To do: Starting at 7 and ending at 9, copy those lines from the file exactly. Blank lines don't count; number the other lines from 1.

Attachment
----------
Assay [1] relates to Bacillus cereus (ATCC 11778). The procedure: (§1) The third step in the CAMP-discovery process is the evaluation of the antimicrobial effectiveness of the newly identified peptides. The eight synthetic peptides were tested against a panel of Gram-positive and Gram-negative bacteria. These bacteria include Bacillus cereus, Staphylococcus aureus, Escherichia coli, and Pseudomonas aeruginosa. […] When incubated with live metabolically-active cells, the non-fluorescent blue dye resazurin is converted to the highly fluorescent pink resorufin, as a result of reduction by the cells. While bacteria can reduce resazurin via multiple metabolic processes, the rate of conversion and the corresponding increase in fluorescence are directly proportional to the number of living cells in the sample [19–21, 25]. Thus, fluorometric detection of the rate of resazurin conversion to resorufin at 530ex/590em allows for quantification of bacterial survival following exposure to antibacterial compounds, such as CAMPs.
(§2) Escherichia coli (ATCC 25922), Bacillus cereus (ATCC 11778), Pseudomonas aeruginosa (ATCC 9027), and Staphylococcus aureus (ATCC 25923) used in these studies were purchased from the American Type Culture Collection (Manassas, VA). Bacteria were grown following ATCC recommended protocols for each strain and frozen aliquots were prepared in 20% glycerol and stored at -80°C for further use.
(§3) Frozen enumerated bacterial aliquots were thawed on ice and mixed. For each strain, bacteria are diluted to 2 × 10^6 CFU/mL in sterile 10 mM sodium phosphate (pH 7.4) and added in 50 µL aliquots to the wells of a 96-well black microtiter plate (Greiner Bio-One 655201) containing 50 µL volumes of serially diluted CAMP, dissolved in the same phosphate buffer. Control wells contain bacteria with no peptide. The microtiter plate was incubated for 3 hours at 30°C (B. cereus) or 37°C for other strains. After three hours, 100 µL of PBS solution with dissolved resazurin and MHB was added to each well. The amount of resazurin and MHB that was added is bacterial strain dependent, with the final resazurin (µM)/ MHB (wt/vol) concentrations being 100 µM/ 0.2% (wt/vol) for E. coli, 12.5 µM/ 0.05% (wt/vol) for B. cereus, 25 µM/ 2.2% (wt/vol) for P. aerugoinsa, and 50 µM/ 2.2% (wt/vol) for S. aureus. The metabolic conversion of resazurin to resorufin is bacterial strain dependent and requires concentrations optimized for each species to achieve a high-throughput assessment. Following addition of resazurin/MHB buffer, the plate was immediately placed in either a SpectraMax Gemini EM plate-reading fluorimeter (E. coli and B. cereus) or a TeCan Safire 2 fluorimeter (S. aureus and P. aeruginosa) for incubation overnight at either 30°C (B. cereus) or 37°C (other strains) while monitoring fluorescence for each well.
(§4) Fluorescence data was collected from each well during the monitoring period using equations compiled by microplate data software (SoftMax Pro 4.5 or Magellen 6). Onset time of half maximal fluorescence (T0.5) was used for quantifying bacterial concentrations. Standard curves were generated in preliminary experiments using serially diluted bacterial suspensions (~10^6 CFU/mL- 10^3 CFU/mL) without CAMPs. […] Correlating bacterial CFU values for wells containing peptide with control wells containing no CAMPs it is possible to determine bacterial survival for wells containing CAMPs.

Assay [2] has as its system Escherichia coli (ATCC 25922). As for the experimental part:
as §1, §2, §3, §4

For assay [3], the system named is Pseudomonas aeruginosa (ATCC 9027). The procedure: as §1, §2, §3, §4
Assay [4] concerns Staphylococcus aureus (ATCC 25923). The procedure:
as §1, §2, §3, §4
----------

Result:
For assay [3], the system named is Pseudomonas aeruginosa (ATCC 9027). The procedure: as §1, §2, §3, §4
Assay [4] concerns Staphylococcus aureus (ATCC 25923). The procedure:
as §1, §2, §3, §4